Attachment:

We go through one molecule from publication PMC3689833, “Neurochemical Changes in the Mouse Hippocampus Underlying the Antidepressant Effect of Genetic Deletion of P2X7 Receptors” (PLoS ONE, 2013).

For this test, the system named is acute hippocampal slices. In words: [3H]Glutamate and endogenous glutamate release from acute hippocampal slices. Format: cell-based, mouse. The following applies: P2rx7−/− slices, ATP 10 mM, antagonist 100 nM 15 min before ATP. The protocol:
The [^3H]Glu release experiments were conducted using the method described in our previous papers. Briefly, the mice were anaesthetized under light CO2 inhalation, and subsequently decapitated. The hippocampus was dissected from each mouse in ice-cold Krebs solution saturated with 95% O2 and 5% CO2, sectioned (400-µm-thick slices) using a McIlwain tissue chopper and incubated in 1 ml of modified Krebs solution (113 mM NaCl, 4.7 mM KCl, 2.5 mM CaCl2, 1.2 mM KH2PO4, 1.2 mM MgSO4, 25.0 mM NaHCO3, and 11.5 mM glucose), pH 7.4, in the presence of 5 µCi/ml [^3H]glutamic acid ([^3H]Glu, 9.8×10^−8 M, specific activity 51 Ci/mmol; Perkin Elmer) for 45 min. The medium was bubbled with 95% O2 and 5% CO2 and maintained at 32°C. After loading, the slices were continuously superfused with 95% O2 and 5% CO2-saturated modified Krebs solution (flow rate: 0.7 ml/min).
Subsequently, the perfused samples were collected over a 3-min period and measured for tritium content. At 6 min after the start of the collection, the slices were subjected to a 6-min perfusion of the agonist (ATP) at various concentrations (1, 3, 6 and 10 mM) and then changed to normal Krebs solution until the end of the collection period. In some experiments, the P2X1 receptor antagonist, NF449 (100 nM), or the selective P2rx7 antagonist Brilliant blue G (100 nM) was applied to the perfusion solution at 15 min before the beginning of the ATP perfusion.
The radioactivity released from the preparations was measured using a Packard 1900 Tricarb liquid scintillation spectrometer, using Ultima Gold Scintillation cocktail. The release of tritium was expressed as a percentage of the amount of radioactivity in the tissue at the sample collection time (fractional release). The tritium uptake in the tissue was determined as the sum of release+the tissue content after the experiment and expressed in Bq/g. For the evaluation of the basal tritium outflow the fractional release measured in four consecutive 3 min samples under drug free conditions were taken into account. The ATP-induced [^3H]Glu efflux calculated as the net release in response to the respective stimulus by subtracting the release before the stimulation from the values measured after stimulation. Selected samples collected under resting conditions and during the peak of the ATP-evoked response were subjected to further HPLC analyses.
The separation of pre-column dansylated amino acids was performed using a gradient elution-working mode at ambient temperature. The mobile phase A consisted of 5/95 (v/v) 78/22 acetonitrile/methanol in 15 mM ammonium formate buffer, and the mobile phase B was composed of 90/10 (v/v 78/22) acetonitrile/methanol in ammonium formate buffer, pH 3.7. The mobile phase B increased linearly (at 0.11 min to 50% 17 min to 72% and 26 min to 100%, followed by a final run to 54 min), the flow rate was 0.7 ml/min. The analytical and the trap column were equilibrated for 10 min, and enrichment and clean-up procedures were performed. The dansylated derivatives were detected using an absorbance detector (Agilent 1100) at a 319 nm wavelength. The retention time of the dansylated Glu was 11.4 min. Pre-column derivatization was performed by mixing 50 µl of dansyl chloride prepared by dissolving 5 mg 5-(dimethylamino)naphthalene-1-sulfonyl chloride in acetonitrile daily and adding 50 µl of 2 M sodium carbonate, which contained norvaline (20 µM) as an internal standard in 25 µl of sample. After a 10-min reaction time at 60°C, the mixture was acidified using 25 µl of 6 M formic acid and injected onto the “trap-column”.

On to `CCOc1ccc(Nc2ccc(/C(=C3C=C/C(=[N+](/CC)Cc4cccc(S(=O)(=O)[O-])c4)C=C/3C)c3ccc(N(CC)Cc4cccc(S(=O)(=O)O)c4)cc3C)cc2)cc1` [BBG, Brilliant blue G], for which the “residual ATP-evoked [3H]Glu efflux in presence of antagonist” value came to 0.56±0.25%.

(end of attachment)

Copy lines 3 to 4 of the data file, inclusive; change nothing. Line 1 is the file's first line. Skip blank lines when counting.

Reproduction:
The [^3H]Glu release experiments were conducted using the method described in our previous papers. Briefly, the mice were anaesthetized under light CO2 inhalation, and subsequently decapitated. The hippocampus was dissected from each mouse in ice-cold Krebs solution saturated with 95% O2 and 5% CO2, sectioned (400-µm-thick slices) using a McIlwain tissue chopper and incubated in 1 ml of modified Krebs solution (113 mM NaCl, 4.7 mM KCl, 2.5 mM CaCl2, 1.2 mM KH2PO4, 1.2 mM MgSO4, 25.0 mM NaHCO3, and 11.5 mM glucose), pH 7.4, in the presence of 5 µCi/ml [^3H]glutamic acid ([^3H]Glu, 9.8×10^−8 M, specific activity 51 Ci/mmol; Perkin Elmer) for 45 min. The medium was bubbled with 95% O2 and 5% CO2 and maintained at 32°C. After loading, the slices were continuously superfused with 95% O2 and 5% CO2-saturated modified Krebs solution (flow rate: 0.7 ml/min).
Subsequently, the perfused samples were collected over a 3-min period and measured for tritium content. At 6 min after the start of the collection, the slices were subjected to a 6-min perfusion of the agonist (ATP) at various concentrations (1, 3, 6 and 10 mM) and then changed to normal Krebs solution until the end of the collection period. In some experiments, the P2X1 receptor antagonist, NF449 (100 nM), or the selective P2rx7 antagonist Brilliant blue G (100 nM) was applied to the perfusion solution at 15 min before the beginning of the ATP perfusion.